Writing in Books? Easier When It's Not Real

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Posted on 01/15/2011 by Jim

I've purchased my first electronic book.1 While we could debate unendingly about the benefits and drawbacks of electronic versus hard copy, let's not start. I simply wanted to take a minute to note a particular change in my reading behavior: highlighting and marginalia.

When it comes to hard copy, I'm overly possessive and unfortunately obsessed with not damaging the book. This results in the elimination of any possibility of marking in the book. Silly, I'm sure, but even when I want to, some primal protective instinct stays my hand before I can mark.

This is obviously not a problem with the electronic form. I can highlight and note to my heart's content, and then go back and erase or modify if I want to later. Because I am no longer causing a physical change, I am no longer wary.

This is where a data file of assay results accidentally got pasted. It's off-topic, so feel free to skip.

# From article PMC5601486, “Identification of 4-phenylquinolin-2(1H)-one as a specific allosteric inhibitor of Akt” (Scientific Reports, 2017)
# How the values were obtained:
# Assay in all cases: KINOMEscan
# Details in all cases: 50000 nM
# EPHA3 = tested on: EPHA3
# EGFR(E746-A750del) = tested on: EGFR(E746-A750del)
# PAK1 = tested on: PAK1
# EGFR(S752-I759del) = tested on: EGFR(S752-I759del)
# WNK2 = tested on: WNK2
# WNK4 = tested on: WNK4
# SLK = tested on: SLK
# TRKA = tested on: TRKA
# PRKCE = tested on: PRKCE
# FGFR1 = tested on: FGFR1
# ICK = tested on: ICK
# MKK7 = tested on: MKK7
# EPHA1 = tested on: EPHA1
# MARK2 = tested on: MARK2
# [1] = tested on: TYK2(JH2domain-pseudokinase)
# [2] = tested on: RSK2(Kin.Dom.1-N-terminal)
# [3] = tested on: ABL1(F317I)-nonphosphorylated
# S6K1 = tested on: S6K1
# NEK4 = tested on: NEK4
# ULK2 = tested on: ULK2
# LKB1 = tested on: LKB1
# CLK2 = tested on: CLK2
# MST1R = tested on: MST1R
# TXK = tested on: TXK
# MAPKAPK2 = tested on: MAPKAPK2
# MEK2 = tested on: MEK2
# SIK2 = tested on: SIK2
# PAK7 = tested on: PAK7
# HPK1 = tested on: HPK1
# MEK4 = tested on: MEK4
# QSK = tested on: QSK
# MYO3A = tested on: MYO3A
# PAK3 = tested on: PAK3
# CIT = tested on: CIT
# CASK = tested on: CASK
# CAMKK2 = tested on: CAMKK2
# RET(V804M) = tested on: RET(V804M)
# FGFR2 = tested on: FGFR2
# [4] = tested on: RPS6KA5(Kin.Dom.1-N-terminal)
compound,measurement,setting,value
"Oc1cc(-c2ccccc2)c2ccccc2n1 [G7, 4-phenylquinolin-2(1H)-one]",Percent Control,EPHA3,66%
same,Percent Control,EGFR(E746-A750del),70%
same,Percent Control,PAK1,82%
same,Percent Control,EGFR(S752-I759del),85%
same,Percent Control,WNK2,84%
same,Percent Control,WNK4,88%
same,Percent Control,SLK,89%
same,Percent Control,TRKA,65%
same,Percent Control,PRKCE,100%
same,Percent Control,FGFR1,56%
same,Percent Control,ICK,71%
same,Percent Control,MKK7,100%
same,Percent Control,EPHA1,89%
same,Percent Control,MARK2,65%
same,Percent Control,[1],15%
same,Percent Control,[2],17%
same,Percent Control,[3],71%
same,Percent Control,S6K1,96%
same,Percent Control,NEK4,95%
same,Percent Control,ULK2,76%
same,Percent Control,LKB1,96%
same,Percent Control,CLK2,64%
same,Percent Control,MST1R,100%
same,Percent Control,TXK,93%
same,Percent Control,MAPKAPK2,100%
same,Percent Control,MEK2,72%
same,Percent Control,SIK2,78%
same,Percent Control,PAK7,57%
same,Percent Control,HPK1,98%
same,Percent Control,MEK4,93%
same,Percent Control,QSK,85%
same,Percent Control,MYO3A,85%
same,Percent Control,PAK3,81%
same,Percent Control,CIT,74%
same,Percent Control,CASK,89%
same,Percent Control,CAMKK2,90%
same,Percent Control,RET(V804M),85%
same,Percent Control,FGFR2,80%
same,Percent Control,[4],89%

Whether this has any lasting affect on my manner of reading, or any positive implications for future schooling, remains to be seen. For the moment it's just another of those little interactions that change along with technology.

1. I almost used the term "ebook" but restrained myself, having developed a deep distaste for e-anything (email excepted, of course, as it has become a modern word). There seems to be a generational divide in our culture over the idea of e-things. I've noticed that older people (ambiguously defined) like to refer to e-this or e-that. E.g. e-blast or e-publication. Younger folk, on the other hand, don't see the "electronic" in e as something in particular need of highlighting. This probably comes from growing up within the electronic realm, and thus perceiving little difference between something electronic its physical counterpart.

Now, as the "electronic book" which began this little discussion demonstrates, sometimes it is necessary to note the difference between the digital and non-digital. This is usually true for descriptive or illustrative purposes and thus the full word "electronic" can be used as an adjective.